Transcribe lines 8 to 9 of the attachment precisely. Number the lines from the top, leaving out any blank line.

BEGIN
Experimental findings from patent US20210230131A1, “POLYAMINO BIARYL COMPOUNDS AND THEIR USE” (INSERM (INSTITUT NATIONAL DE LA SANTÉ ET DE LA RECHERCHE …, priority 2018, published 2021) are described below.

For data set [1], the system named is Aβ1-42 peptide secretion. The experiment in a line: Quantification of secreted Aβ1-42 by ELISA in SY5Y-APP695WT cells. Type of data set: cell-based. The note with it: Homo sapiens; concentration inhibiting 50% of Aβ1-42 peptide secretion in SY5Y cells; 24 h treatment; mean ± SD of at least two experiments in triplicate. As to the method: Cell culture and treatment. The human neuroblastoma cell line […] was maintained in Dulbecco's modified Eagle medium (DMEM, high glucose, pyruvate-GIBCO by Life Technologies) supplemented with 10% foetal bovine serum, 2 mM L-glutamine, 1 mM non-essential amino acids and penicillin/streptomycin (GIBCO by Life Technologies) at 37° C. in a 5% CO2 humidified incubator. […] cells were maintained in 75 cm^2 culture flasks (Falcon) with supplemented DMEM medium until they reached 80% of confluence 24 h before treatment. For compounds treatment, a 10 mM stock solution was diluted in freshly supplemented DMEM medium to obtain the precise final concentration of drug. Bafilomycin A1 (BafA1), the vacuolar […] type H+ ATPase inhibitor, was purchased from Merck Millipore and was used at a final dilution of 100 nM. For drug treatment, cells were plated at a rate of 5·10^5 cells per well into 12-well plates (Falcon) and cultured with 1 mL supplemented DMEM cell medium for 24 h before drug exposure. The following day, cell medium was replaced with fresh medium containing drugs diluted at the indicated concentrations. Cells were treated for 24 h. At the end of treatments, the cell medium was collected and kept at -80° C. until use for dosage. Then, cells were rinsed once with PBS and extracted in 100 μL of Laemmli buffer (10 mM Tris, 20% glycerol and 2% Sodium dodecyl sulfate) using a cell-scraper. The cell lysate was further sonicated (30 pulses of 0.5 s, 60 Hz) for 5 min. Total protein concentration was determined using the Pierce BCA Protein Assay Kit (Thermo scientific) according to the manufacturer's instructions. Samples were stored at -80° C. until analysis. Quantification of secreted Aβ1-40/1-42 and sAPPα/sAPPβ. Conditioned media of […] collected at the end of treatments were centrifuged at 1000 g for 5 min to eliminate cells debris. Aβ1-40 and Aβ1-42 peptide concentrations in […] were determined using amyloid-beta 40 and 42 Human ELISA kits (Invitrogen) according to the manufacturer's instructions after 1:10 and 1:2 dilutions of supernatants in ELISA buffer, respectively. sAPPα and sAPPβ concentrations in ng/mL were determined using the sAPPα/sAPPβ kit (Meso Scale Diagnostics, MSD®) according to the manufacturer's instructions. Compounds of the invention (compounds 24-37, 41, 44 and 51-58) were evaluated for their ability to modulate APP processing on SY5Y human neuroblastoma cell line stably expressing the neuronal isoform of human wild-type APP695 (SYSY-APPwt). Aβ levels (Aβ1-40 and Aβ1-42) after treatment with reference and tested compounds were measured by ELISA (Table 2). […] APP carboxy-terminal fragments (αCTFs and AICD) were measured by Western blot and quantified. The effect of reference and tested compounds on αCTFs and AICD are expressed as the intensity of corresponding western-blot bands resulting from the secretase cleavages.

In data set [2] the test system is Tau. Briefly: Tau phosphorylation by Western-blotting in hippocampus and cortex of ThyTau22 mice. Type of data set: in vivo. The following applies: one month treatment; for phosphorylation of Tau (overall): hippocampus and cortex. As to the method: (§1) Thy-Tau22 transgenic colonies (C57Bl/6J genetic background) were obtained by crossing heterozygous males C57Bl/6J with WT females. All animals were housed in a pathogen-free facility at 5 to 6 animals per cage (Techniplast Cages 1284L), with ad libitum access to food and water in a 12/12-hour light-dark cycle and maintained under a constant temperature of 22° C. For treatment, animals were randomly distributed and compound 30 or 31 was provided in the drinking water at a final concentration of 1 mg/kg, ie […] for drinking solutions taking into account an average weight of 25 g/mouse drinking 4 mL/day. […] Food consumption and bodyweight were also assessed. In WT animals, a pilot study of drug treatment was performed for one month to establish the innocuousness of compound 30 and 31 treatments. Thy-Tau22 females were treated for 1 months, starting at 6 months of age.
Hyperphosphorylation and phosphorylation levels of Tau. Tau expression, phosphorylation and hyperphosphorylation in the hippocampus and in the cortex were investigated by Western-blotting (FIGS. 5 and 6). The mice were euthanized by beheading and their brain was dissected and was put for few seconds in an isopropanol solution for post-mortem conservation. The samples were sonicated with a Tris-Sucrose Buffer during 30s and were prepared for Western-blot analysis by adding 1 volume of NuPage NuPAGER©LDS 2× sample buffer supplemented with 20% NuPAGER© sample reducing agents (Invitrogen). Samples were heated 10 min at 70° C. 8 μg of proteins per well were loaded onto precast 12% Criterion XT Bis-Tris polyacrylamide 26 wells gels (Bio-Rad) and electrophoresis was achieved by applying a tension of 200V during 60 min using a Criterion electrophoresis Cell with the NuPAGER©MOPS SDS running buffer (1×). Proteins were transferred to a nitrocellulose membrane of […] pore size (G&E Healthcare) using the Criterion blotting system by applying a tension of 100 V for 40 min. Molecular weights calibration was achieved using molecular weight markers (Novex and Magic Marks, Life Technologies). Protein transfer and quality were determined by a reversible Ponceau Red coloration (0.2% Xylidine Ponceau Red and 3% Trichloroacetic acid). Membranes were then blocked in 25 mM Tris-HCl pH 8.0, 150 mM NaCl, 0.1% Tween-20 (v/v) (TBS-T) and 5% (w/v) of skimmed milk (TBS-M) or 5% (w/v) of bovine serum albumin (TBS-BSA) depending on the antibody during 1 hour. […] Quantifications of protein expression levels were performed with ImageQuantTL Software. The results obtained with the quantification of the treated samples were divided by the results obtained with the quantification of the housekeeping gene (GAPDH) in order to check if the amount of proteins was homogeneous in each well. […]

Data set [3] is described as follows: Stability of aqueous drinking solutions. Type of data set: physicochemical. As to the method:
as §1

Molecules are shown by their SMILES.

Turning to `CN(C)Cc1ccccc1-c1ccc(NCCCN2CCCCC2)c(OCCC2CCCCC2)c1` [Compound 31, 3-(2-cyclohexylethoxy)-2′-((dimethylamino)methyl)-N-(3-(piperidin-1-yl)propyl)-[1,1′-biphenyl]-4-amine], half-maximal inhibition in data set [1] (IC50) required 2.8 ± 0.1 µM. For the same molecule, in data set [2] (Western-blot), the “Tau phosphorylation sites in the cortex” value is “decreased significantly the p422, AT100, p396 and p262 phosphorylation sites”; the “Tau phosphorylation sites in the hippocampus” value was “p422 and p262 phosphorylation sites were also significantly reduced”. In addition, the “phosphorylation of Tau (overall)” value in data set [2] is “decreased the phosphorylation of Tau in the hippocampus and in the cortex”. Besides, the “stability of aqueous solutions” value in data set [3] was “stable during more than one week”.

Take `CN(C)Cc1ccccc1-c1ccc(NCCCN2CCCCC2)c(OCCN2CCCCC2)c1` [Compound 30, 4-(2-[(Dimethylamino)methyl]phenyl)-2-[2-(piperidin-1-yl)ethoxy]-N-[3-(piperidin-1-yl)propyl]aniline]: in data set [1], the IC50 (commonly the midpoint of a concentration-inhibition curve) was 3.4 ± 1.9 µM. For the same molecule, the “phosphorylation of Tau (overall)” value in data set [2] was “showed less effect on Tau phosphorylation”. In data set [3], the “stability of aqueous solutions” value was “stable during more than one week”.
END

Turning to `CN(C)Cc1ccccc1-c1ccc(NCCCN2CCCCC2)c(OCCC2CCCCC2)c1` [Compound 31, 3-(2-cyclohexylethoxy)-2′-((dimethylamino)methyl)-N-(3-(piperidin-1-yl)propyl)-[1,1′-biphenyl]-4-amine], half-maximal inhibition in data set [1] (IC50) required 2.8 ± 0.1 µM. For the same molecule, in data set [2] (Western-blot), the “Tau phosphorylation sites in the cortex” value is “decreased significantly the p422, AT100, p396 and p262 phosphorylation sites”; the “Tau phosphorylation sites in the hippocampus” value was “p422 and p262 phosphorylation sites were also significantly reduced”. In addition, the “phosphorylation of Tau (overall)” value in data set [2] is “decreased the phosphorylation of Tau in the hippocampus and in the cortex”. Besides, the “stability of aqueous solutions” value in data set [3] was “stable during more than one week”.

Take `CN(C)Cc1ccccc1-c1ccc(NCCCN2CCCCC2)c(OCCN2CCCCC2)c1` [Compound 30, 4-(2-[(Dimethylamino)methyl]phenyl)-2-[2-(piperidin-1-yl)ethoxy]-N-[3-(piperidin-1-yl)propyl]aniline]: in data set [1], the IC50 (commonly the midpoint of a concentration-inhibition curve) was 3.4 ± 1.9 µM. For the same molecule, the “phosphorylation of Tau (overall)” value in data set [2] was “showed less effect on Tau phosphorylation”. In data set [3], the “stability of aqueous solutions” value was “stable during more than one week”.